Interview with Max Gladstone

I sent Max Gladstone a list of interview questions a little over a month ago for his blog tour. Now here we are with his answers!

First: Happy Birthday!!!

Hey, thanks, Max! It’s a pretty good way to celebrate.

1. How do you like to balance secondary world inventions with historical cultural references in your worldbuilding?

Cirque de Soliel style, that is, on the shoulders of a broad buff dude who’s himself standing on a board on top of a piece of PVP pipe on top of a beach ball.
Seriously though, I try to be honest with myself about how much my conceptual apparatus draws off history and text. If characters in my books use something like scientific reasoning, something like science probably exists in their world; modern writers tend to assume people have used the scientific method from time immemorial, and it just ain’t necessarily so. If one of my characters discusses Proustian memory, madelines and such, someone like Proust probably worked in the world of the books. I don’t tend to make a big deal of these textual references, but I try to flag them in passing, enough that someone who catches the reference will know the easter egg was planted intentionally.
The larger cultural-structure stuff balances in other ways. In research I lean into mythology, religion, and ritual, and try to envision how different material conditions would affect the myths, and vice versa.

2. What are some of your favorite inspirations outside the field of speculative fiction? Nonfiction, other art forms, etc.?

Nonfiction, definitely—I love academic writing for its power to dig beneath gross generalizations, though sometimes it ends up building other gross generalizations along the way. Sociology and anthropology, especially, have been vital resources, opening new conceptual directions; James C Scott’s Seeing Like a State (I love James C Scott–M) and Michael Taussig’s The Devil and Commodity Fetishism in South America have been particularly important, though I also draw heavily off primary source reading. In terms of just raw linguistic inspiration I find poetry invaluable.

Outside of that, I draw a lot of inspiration from movement—I have a martial arts background, so I connect with that approach to tempo, distance, and power more immediately than I do with the approach of, say, choreographed dance, but in recent years I’ve become more interested in dance through fight choreography, which really is a form of dance, and through partner dancing, which uses many of the same principles as sparring from another direction. In general, there are few more breathtaking and inspiring experiences than watching a master move, whether she’s climbing a wall or running a mile or lunging an epee or kicking somebody in the face. Or lofting a ball over a goalie’s head from the half line to score a hat trick in the first fifteen minutes of a Women’s World Cup final. For example.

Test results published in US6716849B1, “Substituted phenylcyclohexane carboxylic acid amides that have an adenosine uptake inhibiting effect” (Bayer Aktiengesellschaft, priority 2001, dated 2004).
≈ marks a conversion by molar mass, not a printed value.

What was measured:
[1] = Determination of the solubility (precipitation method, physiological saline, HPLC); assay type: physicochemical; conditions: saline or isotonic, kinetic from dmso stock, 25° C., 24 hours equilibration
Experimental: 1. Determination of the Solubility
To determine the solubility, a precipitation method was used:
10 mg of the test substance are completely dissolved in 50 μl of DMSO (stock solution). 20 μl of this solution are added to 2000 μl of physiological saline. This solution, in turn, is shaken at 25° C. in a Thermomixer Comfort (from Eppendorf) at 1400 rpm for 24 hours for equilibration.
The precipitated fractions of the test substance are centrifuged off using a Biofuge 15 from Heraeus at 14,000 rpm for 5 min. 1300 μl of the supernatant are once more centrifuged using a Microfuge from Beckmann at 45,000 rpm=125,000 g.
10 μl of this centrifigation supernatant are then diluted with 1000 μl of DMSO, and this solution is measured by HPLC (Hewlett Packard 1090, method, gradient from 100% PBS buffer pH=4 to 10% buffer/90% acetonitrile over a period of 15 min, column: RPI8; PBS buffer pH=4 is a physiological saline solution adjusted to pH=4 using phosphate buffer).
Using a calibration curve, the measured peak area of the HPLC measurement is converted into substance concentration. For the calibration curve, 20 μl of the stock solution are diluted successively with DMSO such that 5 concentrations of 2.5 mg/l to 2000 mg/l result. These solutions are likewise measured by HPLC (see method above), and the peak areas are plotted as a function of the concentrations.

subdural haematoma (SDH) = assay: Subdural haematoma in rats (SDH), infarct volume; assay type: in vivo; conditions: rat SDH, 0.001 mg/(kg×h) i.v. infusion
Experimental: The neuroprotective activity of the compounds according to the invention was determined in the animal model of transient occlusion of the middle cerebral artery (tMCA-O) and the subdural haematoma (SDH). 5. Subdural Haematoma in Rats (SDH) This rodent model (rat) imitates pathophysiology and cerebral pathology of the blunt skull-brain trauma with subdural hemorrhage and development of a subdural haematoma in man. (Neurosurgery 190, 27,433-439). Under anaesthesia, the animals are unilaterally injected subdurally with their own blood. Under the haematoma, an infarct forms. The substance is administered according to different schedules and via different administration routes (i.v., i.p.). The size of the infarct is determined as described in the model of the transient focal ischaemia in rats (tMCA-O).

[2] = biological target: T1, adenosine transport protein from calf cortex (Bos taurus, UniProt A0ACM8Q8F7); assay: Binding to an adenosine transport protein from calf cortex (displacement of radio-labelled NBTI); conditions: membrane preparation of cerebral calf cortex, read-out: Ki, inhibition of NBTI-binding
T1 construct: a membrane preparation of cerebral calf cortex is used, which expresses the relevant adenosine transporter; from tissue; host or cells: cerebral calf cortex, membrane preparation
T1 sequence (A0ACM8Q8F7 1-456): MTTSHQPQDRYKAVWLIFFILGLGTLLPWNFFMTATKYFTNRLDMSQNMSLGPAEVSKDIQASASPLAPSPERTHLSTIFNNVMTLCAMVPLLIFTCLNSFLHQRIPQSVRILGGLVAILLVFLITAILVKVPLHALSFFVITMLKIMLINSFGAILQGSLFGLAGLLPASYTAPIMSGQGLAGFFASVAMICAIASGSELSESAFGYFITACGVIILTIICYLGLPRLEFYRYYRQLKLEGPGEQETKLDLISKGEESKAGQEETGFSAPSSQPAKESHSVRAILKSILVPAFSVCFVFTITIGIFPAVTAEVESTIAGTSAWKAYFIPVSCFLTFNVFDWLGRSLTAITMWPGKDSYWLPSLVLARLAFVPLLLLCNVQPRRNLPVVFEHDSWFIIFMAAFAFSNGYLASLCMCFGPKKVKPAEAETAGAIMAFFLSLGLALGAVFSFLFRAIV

3. As of writing these questions, I haven’t gotten a chance to read Last First Snow (hint hint, Tor Publicity) (later note: as you all now know, they came through! yay!). I know from the blurb that it features characters from earlier books but is set earlier in the world’s chronology than anything else. What were some of the pitfalls and opportunities in writing characters as their younger selves?

The potential pitfall of dramatizing backstory, I think, is that I, the writer, will embrace the sense of inevitability the character’s memory lends to their own traumas and bad decisions. If your readers think, well, of course, it had to be this way—there was no other option—then what use is the story? Where’s the drama?

But that pitfall is also an enormous opportunity! I wanted to revisit some of my favorite characters earlier in their lives and break them open. When we meet Elayne Kevarian in Three Parts Dead, or Temoc in Two Serpents Rise, for example, they’ve made a lot of hard choices, and in order to live with themselves, they’ve constructed narratives that lead inevitably to those hard choices. In memory, we seldom force ourselves to consider that our lives could have gone differently. Writing this book gave me a chance to belie that—to show the choice structures and turning points, the moments of akrasia and revelation that set characters on their paths.

4. Was there anything in writing _Last First Snow_ that made you ridiculous with excitement, or was it a pretty even-keel book for you?

Everything about this book was exciting. Seeing Elayne! Seeing the King in Red! Seeing Elayne argue with the King in Red about negotiation practices! Temoc! Temoc and Caleb! Actually meeting Mina, Caleb’s mother, who’s been off camera thus far! Discovering the Skittersill Rising, and digging into how it was misrepresented by orthodox Dresediel Lex history! And then, god, the ending, when [REDACTED]! That was the most exciting of all.

My synopsis for this book would contain a lot of exclamation marks.

5. You’re answering these questions before your epic book tour with James Cambias, Elizabeth Bear, and Brian Stavely. Do you have some predictions for that tour, which wraps up today? Whose Pathfinder character will leave the largest swath of destruction behind them? Who will find the best maple-syrup-related food product in Vermont? Who will have the snappiest tag line for signing their book?